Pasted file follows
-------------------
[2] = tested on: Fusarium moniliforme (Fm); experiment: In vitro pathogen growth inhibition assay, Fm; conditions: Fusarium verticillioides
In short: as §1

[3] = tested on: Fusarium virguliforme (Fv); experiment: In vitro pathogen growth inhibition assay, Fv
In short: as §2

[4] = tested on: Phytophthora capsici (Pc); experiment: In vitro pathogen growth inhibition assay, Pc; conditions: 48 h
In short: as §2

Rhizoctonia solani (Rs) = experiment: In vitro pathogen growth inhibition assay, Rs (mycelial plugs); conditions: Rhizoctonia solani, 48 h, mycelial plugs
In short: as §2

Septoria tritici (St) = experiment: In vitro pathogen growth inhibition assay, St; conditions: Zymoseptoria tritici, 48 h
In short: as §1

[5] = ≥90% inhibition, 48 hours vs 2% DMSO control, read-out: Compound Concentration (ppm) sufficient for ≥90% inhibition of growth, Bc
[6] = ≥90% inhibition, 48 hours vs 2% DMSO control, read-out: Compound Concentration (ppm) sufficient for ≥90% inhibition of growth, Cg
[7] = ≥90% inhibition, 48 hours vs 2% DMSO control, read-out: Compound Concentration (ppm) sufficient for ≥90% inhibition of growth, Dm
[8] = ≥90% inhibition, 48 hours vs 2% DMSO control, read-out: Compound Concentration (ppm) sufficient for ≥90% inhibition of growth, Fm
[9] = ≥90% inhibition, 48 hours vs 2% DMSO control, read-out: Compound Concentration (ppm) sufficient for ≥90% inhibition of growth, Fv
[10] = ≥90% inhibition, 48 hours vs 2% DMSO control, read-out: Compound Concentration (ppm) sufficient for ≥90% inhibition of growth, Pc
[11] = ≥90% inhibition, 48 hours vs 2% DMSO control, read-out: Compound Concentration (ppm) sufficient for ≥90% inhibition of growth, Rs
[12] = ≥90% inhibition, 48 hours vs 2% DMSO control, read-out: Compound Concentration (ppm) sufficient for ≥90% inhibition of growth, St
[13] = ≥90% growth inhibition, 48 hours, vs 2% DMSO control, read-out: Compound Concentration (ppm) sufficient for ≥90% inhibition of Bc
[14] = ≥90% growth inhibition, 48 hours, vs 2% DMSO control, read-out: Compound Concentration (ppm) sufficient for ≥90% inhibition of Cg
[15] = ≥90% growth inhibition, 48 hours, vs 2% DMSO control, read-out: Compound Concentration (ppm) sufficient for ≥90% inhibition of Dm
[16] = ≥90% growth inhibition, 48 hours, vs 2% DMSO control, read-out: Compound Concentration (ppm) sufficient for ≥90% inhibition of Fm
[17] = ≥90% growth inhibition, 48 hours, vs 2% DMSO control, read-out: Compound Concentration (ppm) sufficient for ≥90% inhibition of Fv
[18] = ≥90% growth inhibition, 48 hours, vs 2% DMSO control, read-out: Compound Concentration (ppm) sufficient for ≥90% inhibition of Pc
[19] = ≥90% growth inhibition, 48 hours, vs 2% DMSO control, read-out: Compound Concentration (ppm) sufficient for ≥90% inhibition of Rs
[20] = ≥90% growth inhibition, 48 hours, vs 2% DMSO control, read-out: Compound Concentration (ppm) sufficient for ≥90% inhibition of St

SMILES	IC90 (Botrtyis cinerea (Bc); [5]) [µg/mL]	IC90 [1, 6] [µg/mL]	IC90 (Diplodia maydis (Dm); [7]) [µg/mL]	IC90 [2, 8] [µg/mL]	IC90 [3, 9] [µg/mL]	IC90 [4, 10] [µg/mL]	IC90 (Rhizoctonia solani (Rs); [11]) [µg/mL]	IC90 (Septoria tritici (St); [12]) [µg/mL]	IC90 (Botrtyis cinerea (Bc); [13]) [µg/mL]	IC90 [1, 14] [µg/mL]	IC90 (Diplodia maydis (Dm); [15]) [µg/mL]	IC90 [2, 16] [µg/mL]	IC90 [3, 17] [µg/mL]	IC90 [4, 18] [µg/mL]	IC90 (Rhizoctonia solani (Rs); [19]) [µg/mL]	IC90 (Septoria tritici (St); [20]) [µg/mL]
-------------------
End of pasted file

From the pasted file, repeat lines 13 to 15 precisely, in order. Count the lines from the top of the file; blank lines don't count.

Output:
[7] = ≥90% inhibition, 48 hours vs 2% DMSO control, read-out: Compound Concentration (ppm) sufficient for ≥90% inhibition of growth, Dm
[8] = ≥90% inhibition, 48 hours vs 2% DMSO control, read-out: Compound Concentration (ppm) sufficient for ≥90% inhibition of growth, Fm
[9] = ≥90% inhibition, 48 hours vs 2% DMSO control, read-out: Compound Concentration (ppm) sufficient for ≥90% inhibition of growth, Fv